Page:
Chinese State Media Lies About Free Tickets Home for Chinese in Nepal
While the world’s media has been busy in the aftermath of Nepal’s earthquake recording the suffering of the Nepalese people, the rush to find survivors, and the arrival of aid, China’s state-run media has been busy hyping the care shown by the Chinese regime for the Chinese stranded there. Unfortunately, those reports are not true.
The Communist mouthpiece Xinhua News agency reported that three major Chinese airlines arranged flights on April 26—the day after the quake—that would transport relief supplies and rescue teams to Nepal and then help over 1,000 passengers travel from Kathmandu to China, including 683 Chinese tourists stuck in Nepal.
The Xinhua report headlined “After the Earthquake—Motherland, We Are Lucky to Have You!” said the first commercial Chinese airline to Nepal will bring “a full cabin of warmth” and return with “much envied Chinese.”
The article quoted the blog post of a Chinese tourist stranded in Nepal: “Just heard this: with a Chinese passport, with or without an airline ticket, compatriots will go home tomorrow in one of the 10 aircraft coming over.”
Airlines Raise Prices
An article on the mainland China news portal Sohu.com contradicted Xinhua, saying, “That was false information.”
In fact, Kathmandu’s airport was under strict control, and no one without a ticket was allowed to enter—compatriots without tickets would not even be allowed in, much less receive a free ride home.
The Chinese military attaché in Nepal, Liu Xiaoguang, said that even those who had obtained tickets from family members in China could not board the aircraft.
The first batch of Chinese returning to China through Air China and China Eastern Airlines were individuals who had held valid tickets for the day or had made the purchase on that day.
On April 26, many Chinese tourists had to leave the airport and return to the city due to the high cost of airline tickets. Airline tickets regularly priced at 2,000 to 3,000 yuan (US$322 to US$483) were reportedly raised to as high as 7,000 to 10,000 yuan (US$1,128 to $1,612).
According to a China Business News report, airline ticket prices from Japan to China during the Japan earthquake in 2011 had also soared. A sudden increase in demand was said to have caused the ticketing system to automatically raise the fares.
Sohu.com quoted Liu Xiaoguang as saying that some airlines were profiting by raising the price to 13,000 yuan. “It’s like looting people, taking advantage of a natural disaster,” he said. This report was soon deleted from the Chinese Internet.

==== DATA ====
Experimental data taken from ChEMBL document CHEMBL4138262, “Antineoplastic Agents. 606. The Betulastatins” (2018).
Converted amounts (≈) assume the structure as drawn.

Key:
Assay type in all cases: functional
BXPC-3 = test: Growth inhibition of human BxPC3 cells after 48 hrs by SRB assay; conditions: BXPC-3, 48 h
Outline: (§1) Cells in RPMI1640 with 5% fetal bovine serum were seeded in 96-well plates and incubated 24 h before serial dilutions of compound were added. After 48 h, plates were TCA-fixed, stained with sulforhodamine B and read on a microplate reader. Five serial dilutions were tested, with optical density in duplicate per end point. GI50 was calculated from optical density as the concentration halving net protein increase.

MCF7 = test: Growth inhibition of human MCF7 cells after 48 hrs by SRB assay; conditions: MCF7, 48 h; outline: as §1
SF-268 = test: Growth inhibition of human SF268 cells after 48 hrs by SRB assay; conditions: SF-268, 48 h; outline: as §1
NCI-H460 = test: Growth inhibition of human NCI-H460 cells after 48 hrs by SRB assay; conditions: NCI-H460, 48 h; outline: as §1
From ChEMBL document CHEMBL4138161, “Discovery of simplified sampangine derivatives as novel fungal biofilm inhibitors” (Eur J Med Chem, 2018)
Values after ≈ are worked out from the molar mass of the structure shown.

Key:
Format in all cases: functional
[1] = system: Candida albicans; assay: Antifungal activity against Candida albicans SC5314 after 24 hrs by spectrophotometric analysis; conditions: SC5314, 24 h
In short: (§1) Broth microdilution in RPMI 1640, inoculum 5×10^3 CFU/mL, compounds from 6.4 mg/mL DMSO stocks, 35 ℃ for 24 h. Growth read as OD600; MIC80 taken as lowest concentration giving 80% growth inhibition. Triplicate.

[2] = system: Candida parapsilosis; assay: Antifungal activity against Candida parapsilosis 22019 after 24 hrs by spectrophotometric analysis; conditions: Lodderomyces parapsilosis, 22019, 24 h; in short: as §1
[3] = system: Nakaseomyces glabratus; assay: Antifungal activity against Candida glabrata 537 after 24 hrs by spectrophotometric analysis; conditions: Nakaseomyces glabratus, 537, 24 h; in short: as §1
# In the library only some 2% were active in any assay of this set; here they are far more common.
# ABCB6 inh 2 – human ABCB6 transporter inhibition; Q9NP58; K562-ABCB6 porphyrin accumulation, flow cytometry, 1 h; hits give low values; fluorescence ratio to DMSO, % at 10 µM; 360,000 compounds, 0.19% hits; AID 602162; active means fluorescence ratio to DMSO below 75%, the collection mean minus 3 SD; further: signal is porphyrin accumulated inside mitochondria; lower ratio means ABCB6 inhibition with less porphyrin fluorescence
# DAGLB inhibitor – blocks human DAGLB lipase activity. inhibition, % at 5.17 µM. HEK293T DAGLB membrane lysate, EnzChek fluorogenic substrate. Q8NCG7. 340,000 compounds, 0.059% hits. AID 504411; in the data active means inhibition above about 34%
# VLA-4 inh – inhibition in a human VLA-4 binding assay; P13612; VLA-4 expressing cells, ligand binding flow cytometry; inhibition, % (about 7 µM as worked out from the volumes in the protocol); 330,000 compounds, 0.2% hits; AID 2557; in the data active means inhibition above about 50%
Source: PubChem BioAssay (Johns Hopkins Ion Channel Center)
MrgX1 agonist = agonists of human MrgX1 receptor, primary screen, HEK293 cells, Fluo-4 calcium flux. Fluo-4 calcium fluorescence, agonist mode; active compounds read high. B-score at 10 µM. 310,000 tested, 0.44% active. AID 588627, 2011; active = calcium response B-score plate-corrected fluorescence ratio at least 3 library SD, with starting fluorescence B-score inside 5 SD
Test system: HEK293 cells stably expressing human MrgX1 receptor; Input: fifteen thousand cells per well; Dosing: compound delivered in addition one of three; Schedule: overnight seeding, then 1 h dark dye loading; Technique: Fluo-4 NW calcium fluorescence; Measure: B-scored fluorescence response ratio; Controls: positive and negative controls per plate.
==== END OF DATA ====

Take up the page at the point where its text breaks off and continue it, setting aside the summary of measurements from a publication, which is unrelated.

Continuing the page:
On April 27, the Ministry of Foreign Affairs also said that there had been no instruction to provide a free airline ticket to anyone in Kathmandu with a valid Chinese passport.
Chinese Tourists Complain
On the morning of April 27, many Chinese tourists stranded in Nepal complained through online posts:
“I want to say the [Xinhua] report is nothing but a show. Air China has raised its tickets to as high as to 7,000 to 10,000 yuan.”
“The airline agent shouted at us: ‘Either get your friends and family to help to pay for the ticket, or just wait here.'”
“You will never see the 10 aircraft that they said were on their way here. … The phone to the embassy is busy the whole time. … All the glorious claims are so disgusting.”
“The Communist regime says one thing and does another. The CCTV said aid craft will be sent forth. But, there are none. I can see that at least 500 Chinese are stranded at the airport now. … Some were also wounded. Nepal has provided us with tents, we have received nothing from the Chinese Embassy. There are dozens of Chinese waiting in the Nepal vice president’s residence. There are no blankets, tents, water, or food.”
“On hearing news of the earthquake in Nepal, India immediately notified their own people in Nepal to go to the airport and get on the free flight with their passports. I really envy them, because their country’s military aircraft have flown four times today to fly them home. But our own aircraft paid with our own money are still nowhere to be found.”
Former Shaanxi TV editor and reporter Ma Xiaoming told NTD TV, “About retrieving compatriots from the earthquake zone, what’s claimed and what’s done are always two different things. We have seen enough over the years. It’s always reported how actively the government has engaged in the rescue, organized the relief, and taken the lead.”
Chinese returning from Nepal shared their experiences through Chinese social media such as Weibo and WeChat.
Netizen Sharon-Xixi wrote on Weibo on the April 27, “Last night the embassy told us there is a rescue flight at nine o’clock to fly us home, but in fact we waited for two nights and two days. Air China kept saying, ‘Without buying a ticket, don’t even think of leaving! Even the wounded have to pay!’ The Indians with a passport can go home without paying a penny! What has happened to our country?”
Sharon-Xixi also wrote, “The Embassy is filled with dead weight. They know of no emergency measures, rescue, and support, or sympathy. We were not allowed to enter the Embassy. We had to walk alone to the airport. This is how the Chinese treat their compatriots.”